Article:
Adjoint group of a radical ring

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Suppose N is an radical ring, i.e., an associative ring where, for every x \in N, there exists y \in N such that x + y + xy = 0. Note that N cannot be a unital ring, because it's not possible to find a y that works for -1.

First, make N a semigroup with the operation x * y := x + y + xy (this is the multiplicative formal group law, but unlike other formal group laws, it works even without commutativity assumptions). The adjoint group of N is the subgroup of this semigroup comprising the elements with two-sided inverses. The identity element for the adjoint group is 0 \in N.

1 plus notation

For convenience, and to avoid confusing the elements of N with the same elements viewed as elements of the adjoint group, we denote the adjoint group element for x \in N as the formal expression 1 + x. The advantage of this is that the group multiplication now arises formally from the multiplication in N and distributivity, i.e.:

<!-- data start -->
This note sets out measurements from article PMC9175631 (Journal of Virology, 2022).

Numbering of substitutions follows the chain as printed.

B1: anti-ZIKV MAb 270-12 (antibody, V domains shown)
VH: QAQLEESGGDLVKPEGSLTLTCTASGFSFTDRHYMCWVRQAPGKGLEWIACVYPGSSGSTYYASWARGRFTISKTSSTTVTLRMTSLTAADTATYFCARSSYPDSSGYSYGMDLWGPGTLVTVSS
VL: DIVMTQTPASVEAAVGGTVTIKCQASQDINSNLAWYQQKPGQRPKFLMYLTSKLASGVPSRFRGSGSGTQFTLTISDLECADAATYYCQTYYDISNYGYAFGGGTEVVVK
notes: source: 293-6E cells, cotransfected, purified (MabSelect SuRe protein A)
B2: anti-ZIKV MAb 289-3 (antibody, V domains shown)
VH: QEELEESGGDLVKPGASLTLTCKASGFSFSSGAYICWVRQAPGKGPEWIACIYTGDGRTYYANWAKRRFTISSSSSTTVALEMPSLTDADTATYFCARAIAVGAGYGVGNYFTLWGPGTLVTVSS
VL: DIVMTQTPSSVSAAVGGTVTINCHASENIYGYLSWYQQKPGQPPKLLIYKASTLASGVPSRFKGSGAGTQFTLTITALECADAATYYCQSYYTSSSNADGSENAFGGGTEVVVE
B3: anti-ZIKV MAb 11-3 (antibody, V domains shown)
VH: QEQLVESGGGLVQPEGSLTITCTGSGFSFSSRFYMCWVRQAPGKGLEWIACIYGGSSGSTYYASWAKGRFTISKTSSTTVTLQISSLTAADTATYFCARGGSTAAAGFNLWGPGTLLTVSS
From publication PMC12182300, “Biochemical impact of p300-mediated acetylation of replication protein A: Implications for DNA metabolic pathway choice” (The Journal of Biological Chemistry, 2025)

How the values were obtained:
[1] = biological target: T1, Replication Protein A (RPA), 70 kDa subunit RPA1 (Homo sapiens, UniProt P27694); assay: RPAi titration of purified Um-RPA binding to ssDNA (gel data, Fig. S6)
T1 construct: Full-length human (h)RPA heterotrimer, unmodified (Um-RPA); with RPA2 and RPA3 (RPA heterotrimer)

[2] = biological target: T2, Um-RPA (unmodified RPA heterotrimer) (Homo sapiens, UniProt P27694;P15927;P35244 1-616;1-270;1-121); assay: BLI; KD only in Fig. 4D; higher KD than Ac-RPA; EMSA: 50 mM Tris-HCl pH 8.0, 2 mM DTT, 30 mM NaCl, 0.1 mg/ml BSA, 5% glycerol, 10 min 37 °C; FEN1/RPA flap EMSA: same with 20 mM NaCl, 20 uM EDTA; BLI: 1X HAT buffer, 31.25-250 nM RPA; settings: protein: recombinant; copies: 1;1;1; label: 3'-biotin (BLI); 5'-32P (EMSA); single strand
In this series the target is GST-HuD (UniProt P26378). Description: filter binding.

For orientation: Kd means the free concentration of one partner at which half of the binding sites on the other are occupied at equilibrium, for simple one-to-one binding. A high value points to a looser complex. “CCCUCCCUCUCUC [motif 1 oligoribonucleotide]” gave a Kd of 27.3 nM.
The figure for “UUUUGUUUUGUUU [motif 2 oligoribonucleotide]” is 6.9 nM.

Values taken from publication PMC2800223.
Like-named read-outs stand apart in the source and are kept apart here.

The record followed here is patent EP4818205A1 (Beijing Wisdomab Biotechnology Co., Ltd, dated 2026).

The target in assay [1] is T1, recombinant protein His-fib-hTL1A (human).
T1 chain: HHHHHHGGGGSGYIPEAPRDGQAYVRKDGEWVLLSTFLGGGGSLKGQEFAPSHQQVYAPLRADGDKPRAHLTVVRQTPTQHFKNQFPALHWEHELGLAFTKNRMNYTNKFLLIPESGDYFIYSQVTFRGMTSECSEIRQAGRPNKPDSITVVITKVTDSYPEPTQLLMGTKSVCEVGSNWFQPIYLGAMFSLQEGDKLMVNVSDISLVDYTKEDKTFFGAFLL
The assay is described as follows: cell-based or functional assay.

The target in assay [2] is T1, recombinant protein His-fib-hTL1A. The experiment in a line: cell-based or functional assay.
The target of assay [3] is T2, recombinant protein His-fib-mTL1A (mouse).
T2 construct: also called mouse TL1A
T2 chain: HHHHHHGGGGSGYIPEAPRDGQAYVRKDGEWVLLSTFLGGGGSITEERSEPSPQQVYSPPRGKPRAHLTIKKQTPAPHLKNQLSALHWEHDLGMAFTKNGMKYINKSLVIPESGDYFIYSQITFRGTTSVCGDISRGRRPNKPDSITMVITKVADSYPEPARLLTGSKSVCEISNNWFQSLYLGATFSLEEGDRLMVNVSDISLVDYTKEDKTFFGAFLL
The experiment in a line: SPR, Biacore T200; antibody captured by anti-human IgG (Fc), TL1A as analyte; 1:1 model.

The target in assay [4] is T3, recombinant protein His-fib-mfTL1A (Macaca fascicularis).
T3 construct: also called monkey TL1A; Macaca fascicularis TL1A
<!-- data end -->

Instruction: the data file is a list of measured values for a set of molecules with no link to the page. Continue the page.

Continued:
(1 + x)(1 + y) = 1 + x + y + xy = 1 + (x * y)

Interpretation inside unitization

The adjoint group can be thought of concretely as the coset 1 + N for N of 1 in the unitization N + \mathbb{Z}. Alternatively, if N is an algebra over a commutative unital ring R, the adjoint group can be thought of as the coset 1 + N for N of 1 in the unitization 1 + N.